WILMINGTON, Del. (Reuters) – A Delaware judge ruled on Friday that Tesla Inc ( TSLA.O ) boards must defend by a lawsuit CEO Elon Musk's multi-billion dollar package, which a shareholder lawsuit unjustly enriched the chief of the electrician vehicle company.
FILE PHOTO: Tesla Inc CEO Elon Musk Attends Shanghai World Artificial Intelligence Conference (WAIC), August 29, 2019. REUTERS / Aly Song / File Photo
Tesla Estimates the 2018 Compensation Package to a Value of 2.6 billion when it received shareholder approval in March 2018, although stock analysts at the time said it could be worth up to $ 70 billion if the company – which has yet to make an annual profit – grew rapidly.
The compensation price does not include any salary or cash bonus for the Silicon Valley billionaire Musk, but sets rewards based on Tesla's market value, which will rise to $ 650 billion over the next decade.
On Friday, Vice Chancellor Joseph Slights of the Delaware Court of Chancery ruled against Tesla's request to dismiss the lawsuit from shareholder Richard Tornetta at an initial stage in the trial because of the way the board approved the suit.
As a result, the board must now defend itself against allegations that it violated its trust obligation upon approval of the package, and that the package unjustly enriches Tesla's CEO. The ruling opens up further discoveries in the decision-making process.
Tornetta had requested that the salary package be repealed and the Tesla board overhauled to better protect investors.
The ruling revolved around Tesla's compensation committee, which the company admitted was not independent of Musk, in Slight's opinion. Had the package been negotiated by truly independent board members and approved by a majority of shareholders not affiliated with Musk, Slights said he would have rejected the lawsuit.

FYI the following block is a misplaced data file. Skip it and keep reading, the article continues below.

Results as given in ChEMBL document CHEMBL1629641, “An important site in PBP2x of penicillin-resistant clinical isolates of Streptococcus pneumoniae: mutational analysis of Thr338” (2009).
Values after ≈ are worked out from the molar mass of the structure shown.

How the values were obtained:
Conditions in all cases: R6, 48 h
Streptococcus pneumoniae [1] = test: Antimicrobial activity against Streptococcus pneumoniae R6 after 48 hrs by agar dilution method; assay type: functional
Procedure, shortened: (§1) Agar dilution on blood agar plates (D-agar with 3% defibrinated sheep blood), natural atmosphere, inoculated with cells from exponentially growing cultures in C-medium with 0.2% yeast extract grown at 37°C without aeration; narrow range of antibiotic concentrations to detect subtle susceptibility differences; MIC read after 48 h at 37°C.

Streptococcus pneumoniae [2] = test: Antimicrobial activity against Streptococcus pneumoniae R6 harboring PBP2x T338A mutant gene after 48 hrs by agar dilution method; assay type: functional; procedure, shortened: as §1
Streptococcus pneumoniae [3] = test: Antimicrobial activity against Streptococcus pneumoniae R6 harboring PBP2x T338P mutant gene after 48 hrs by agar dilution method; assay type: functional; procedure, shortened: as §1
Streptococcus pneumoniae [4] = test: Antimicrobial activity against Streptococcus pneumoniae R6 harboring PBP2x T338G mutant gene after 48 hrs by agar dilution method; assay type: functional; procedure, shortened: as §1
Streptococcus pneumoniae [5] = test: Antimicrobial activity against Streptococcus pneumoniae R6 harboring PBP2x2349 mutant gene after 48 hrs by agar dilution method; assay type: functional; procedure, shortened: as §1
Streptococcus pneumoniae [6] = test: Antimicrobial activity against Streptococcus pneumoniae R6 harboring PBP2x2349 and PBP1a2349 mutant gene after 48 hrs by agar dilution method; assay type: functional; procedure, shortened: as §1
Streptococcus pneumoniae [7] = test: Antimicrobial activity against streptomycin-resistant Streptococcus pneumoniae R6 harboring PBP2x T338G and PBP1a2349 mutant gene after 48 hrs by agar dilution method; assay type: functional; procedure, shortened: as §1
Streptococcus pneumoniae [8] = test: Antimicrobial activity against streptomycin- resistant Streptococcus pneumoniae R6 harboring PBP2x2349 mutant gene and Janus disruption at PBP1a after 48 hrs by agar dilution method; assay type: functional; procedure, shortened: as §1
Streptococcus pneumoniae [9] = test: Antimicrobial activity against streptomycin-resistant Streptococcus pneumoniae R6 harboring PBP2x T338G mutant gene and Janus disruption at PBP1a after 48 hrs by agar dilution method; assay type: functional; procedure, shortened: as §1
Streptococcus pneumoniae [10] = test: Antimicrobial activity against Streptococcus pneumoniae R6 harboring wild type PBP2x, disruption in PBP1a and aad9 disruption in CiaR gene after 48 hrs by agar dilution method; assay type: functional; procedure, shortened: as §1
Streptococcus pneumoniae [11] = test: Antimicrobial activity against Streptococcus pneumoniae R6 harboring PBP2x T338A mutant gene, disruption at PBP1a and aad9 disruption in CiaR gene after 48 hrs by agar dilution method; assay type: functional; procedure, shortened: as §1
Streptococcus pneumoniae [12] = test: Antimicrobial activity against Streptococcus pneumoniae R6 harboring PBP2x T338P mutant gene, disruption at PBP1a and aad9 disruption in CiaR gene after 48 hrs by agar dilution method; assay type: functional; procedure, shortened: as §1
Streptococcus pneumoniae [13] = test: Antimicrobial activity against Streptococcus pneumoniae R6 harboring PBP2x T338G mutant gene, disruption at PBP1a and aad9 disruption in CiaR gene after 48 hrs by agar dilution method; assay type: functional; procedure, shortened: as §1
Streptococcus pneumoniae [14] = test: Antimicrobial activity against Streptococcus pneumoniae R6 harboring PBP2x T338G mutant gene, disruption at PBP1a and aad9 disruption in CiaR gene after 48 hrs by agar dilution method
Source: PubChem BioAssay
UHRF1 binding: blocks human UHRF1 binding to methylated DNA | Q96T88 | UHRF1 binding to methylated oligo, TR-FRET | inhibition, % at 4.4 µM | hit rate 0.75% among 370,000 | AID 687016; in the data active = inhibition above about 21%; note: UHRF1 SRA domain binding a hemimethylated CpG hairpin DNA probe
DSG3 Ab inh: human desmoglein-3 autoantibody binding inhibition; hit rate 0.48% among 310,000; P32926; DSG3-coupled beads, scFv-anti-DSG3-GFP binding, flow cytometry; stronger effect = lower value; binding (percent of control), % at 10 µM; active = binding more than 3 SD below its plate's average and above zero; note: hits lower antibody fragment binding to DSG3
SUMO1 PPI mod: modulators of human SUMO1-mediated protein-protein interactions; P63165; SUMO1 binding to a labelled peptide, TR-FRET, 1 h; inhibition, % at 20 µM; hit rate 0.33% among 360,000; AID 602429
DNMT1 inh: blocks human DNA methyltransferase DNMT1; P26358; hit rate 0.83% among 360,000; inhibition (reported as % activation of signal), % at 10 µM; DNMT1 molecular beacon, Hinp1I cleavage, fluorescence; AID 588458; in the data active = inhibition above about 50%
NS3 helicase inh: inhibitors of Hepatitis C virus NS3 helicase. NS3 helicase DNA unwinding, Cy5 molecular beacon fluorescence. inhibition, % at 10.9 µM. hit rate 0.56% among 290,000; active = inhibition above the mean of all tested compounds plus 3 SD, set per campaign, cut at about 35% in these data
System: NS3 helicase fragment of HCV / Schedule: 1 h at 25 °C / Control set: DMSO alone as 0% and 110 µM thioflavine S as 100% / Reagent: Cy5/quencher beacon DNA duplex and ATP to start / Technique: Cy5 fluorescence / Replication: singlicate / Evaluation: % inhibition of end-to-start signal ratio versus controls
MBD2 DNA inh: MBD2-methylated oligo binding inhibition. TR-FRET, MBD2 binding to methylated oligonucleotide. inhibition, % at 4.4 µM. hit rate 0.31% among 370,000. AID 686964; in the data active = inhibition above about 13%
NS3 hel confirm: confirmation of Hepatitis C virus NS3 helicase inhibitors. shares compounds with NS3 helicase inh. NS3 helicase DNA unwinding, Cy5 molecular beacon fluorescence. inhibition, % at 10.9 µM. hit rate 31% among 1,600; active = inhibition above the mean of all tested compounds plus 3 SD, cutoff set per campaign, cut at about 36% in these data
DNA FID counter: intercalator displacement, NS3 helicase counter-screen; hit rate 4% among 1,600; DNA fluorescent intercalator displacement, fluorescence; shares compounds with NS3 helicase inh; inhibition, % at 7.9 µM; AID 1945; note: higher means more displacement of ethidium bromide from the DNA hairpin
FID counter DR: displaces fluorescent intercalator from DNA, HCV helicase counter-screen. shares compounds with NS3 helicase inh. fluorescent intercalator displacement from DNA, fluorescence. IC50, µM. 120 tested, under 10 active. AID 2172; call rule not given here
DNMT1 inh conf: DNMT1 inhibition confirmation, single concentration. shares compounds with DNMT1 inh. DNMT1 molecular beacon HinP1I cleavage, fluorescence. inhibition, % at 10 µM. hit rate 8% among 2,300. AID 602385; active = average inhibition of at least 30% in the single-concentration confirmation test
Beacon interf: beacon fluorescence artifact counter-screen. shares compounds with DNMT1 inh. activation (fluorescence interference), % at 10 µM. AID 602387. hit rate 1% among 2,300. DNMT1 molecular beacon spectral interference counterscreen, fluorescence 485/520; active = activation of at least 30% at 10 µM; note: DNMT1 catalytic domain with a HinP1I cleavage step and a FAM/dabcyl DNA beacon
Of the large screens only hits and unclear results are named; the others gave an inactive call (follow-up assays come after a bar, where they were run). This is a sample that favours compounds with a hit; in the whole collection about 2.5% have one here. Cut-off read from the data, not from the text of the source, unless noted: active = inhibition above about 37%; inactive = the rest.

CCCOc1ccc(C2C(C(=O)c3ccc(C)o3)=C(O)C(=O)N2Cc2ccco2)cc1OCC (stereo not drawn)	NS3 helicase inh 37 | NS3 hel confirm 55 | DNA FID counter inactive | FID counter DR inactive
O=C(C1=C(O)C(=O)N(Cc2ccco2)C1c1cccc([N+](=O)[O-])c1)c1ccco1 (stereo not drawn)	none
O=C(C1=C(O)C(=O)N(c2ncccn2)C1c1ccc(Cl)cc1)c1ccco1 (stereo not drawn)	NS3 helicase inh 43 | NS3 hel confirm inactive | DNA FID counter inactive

"However, Plaintiff has well promised that the review of the board level was not separated from Musk's influence," Slights wrote.
Musk's Compensation Package approved shareholder approval with approximately 73 percent of the votes cast, except for Musk and his brother Kimbal. The voting results indicated that some, but not all, large investors were willing to support a large payout with the basic led company, which has struggled to produce its electric vehicles efficiently and profitably.
At that time, the proxy advisory firm Institutional Shareholder Services voted against the compensation, noting that if achieved, Musk's price would exceed anything previously given to top US executives.
Under the allotment, which involves stock options vesting in 12 tranches, Tesla's market value must increase to $ 100 billion for the first tranche to vest and increase in another $ 50 billion increment for the remainder. The package does not require Tesla to make profitability calculations.
Musk does not own a majority of Tesla's shares, but in a separate case, Slights determined that Musk's sway over Tesla made him a controller from a legal standpoint. As a supervisor, the Board is subject to a higher standard for legal oversight of decisions it makes regarding its relationship with Musk.
The judge rejected Tornetta's claim that the package constituted a waste of the company's assets.
(History fixes spelling for Tesla in the headline)
Additional reporting by Alexandria Sage in San Francisco; Editing Will Dunham